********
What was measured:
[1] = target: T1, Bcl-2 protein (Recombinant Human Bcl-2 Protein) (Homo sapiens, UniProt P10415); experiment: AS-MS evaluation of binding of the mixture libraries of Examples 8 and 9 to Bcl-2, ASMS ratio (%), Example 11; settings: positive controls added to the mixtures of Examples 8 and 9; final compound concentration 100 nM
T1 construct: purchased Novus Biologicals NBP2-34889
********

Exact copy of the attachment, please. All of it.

What was measured:
[1] = target: T1, Bcl-2 protein (Recombinant Human Bcl-2 Protein) (Homo sapiens, UniProt P10415); experiment: AS-MS evaluation of binding of the mixture libraries of Examples 8 and 9 to Bcl-2, ASMS ratio (%), Example 11; settings: positive controls added to the mixtures of Examples 8 and 9; final compound concentration 100 nM
T1 construct: purchased Novus Biologicals NBP2-34889